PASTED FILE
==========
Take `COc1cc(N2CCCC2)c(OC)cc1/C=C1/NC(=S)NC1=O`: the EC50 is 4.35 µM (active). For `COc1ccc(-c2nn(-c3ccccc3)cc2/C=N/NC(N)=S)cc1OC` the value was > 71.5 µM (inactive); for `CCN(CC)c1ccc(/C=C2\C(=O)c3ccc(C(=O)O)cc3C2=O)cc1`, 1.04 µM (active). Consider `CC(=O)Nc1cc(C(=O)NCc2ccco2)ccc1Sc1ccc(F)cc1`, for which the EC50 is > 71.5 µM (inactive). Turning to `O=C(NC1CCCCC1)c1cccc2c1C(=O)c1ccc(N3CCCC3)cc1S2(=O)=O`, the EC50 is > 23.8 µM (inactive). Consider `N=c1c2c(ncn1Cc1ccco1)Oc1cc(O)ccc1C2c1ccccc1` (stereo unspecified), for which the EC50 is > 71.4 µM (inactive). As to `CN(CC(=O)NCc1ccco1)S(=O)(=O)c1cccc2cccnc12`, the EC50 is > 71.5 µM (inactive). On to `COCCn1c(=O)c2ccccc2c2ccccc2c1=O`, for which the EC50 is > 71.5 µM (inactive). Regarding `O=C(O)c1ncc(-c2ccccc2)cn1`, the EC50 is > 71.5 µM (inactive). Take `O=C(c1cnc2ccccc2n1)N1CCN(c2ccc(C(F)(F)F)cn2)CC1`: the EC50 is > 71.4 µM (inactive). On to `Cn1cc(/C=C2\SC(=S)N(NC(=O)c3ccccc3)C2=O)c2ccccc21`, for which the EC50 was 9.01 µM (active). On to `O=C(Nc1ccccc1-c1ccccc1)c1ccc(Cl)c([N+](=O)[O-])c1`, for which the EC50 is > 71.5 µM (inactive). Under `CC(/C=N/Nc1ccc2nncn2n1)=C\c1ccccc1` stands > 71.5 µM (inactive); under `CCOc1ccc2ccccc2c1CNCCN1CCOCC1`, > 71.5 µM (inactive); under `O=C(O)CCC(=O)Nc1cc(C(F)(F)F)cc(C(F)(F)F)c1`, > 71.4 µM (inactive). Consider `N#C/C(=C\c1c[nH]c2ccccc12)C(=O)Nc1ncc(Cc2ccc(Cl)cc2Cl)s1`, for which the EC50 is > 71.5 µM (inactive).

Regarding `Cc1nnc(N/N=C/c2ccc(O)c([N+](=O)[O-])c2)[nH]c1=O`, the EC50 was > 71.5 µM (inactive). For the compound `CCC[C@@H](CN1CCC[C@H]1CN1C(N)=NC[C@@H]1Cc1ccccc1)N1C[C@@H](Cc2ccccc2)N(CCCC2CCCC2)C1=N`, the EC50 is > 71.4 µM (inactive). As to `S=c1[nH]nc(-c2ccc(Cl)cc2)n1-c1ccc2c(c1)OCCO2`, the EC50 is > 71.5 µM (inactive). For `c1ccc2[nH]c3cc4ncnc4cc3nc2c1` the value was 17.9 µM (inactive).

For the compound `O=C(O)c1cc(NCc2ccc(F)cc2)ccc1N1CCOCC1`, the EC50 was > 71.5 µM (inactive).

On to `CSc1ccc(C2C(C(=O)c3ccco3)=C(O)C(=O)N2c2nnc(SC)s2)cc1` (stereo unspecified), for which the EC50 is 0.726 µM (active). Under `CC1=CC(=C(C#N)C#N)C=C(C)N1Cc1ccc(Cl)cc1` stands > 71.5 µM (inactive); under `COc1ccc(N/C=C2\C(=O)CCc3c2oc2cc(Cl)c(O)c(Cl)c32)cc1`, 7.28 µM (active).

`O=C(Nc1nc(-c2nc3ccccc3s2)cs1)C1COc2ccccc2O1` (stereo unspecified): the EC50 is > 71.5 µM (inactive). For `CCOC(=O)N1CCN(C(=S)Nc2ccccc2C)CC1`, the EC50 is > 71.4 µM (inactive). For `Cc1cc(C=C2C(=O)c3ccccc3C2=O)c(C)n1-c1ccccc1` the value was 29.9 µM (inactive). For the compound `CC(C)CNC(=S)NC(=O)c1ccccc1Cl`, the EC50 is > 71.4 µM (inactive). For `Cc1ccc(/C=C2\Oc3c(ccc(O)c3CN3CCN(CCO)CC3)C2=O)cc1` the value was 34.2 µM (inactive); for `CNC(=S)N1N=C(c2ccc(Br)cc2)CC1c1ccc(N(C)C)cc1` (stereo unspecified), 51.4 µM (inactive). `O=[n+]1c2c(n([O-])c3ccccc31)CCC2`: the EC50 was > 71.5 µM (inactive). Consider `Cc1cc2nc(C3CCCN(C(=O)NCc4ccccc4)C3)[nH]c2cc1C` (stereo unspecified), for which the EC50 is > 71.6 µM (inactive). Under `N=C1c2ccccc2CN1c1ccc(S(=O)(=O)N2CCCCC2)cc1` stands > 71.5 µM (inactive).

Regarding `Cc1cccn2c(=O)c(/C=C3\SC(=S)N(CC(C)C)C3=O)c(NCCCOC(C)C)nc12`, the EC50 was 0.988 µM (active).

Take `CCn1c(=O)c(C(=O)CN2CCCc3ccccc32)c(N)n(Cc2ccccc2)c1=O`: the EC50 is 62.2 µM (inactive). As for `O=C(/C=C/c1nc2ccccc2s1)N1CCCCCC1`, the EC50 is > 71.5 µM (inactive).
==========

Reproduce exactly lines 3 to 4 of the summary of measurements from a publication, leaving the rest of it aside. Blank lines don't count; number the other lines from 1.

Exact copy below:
For the compound `O=C(O)c1cc(NCc2ccc(F)cc2)ccc1N1CCOCC1`, the EC50 was > 71.5 µM (inactive).

On to `CSc1ccc(C2C(C(=O)c3ccco3)=C(O)C(=O)N2c2nnc(SC)s2)cc1` (stereo unspecified), for which the EC50 is 0.726 µM (active). Under `CC1=CC(=C(C#N)C#N)C=C(C)N1Cc1ccc(Cl)cc1` stands > 71.5 µM (inactive); under `COc1ccc(N/C=C2\C(=O)CCc3c2oc2cc(Cl)c(O)c(Cl)c32)cc1`, 7.28 µM (active).